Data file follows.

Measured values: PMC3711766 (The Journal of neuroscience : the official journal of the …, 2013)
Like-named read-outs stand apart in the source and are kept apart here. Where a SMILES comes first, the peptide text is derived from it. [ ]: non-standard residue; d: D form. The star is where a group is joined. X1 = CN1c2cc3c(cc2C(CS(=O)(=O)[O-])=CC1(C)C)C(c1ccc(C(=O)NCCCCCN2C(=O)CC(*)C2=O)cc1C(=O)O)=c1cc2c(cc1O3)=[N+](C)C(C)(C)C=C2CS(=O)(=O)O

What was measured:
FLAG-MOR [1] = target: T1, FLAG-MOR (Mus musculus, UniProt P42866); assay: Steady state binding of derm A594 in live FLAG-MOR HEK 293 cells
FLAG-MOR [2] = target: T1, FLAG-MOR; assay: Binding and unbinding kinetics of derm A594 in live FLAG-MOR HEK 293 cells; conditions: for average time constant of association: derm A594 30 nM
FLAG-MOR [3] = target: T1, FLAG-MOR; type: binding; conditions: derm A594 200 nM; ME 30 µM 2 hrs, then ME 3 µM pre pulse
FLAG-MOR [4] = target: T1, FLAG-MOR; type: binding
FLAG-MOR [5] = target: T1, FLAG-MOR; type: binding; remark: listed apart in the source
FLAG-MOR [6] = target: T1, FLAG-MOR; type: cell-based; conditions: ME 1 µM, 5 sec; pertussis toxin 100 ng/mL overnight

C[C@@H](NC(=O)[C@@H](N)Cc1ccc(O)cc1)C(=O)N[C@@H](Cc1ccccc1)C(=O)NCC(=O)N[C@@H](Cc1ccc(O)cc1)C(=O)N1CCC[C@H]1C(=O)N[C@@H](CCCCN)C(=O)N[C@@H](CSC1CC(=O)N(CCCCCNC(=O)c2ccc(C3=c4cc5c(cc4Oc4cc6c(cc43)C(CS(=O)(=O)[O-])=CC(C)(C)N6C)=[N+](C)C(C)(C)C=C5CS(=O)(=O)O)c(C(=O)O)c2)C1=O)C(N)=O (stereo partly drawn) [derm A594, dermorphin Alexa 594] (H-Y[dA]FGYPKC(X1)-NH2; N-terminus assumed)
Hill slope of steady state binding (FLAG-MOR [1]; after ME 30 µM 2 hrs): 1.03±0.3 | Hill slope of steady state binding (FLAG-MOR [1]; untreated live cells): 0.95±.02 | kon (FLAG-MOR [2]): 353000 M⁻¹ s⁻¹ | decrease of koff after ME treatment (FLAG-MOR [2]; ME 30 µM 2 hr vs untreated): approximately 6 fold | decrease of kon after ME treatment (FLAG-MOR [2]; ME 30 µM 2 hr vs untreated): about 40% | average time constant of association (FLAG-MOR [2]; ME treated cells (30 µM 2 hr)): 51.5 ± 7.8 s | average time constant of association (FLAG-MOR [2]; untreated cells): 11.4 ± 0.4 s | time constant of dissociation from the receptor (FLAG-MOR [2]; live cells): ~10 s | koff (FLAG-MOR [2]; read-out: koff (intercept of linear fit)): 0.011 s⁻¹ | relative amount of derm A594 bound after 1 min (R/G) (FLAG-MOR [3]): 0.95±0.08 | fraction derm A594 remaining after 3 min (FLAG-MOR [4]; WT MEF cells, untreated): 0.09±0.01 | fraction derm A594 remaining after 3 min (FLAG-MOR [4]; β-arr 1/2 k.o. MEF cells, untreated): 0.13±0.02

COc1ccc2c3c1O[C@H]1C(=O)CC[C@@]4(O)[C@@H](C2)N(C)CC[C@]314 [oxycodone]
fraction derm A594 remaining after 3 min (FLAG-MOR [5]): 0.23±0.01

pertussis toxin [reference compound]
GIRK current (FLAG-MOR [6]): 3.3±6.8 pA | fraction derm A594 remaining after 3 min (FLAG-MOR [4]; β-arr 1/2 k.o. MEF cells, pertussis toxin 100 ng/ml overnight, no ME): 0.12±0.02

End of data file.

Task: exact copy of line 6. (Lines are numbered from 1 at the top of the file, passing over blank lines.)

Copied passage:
FLAG-MOR [3] = target: T1, FLAG-MOR; type: binding; conditions: derm A594 200 nM; ME 30 µM 2 hrs, then ME 3 µM pre pulse